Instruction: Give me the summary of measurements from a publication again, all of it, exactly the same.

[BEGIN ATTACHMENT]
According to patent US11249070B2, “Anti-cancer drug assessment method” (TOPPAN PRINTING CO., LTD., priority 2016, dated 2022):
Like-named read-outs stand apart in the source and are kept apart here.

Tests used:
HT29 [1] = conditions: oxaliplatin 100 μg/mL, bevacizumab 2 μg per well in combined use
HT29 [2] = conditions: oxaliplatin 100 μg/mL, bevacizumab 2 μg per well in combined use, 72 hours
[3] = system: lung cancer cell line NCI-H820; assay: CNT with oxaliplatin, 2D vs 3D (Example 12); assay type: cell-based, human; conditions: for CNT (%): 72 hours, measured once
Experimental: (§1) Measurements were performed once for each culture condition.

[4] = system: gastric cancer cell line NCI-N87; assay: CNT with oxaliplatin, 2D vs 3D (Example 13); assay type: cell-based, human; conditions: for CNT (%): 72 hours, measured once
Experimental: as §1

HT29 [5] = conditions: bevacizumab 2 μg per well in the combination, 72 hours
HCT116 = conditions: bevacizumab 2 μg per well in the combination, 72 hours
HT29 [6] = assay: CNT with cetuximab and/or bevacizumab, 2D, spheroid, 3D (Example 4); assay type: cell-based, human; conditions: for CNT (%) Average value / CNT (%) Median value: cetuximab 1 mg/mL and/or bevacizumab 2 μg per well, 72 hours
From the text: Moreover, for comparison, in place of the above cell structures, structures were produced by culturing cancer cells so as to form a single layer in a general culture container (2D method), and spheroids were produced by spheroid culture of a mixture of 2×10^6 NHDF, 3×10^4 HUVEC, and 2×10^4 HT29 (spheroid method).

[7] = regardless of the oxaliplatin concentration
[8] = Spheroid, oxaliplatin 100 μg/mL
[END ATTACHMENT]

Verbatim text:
According to patent US11249070B2, “Anti-cancer drug assessment method” (TOPPAN PRINTING CO., LTD., priority 2016, dated 2022):
Like-named read-outs stand apart in the source and are kept apart here.

Tests used:
HT29 [1] = conditions: oxaliplatin 100 μg/mL, bevacizumab 2 μg per well in combined use
HT29 [2] = conditions: oxaliplatin 100 μg/mL, bevacizumab 2 μg per well in combined use, 72 hours
[3] = system: lung cancer cell line NCI-H820; assay: CNT with oxaliplatin, 2D vs 3D (Example 12); assay type: cell-based, human; conditions: for CNT (%): 72 hours, measured once
Experimental: (§1) Measurements were performed once for each culture condition.

[4] = system: gastric cancer cell line NCI-N87; assay: CNT with oxaliplatin, 2D vs 3D (Example 13); assay type: cell-based, human; conditions: for CNT (%): 72 hours, measured once
Experimental: as §1

HT29 [5] = conditions: bevacizumab 2 μg per well in the combination, 72 hours
HCT116 = conditions: bevacizumab 2 μg per well in the combination, 72 hours
HT29 [6] = assay: CNT with cetuximab and/or bevacizumab, 2D, spheroid, 3D (Example 4); assay type: cell-based, human; conditions: for CNT (%) Average value / CNT (%) Median value: cetuximab 1 mg/mL and/or bevacizumab 2 μg per well, 72 hours
From the text: Moreover, for comparison, in place of the above cell structures, structures were produced by culturing cancer cells so as to form a single layer in a general culture container (2D method), and spheroids were produced by spheroid culture of a mixture of 2×10^6 NHDF, 3×10^4 HUVEC, and 2×10^4 HT29 (spheroid method).

[7] = regardless of the oxaliplatin concentration
[8] = Spheroid, oxaliplatin 100 μg/mL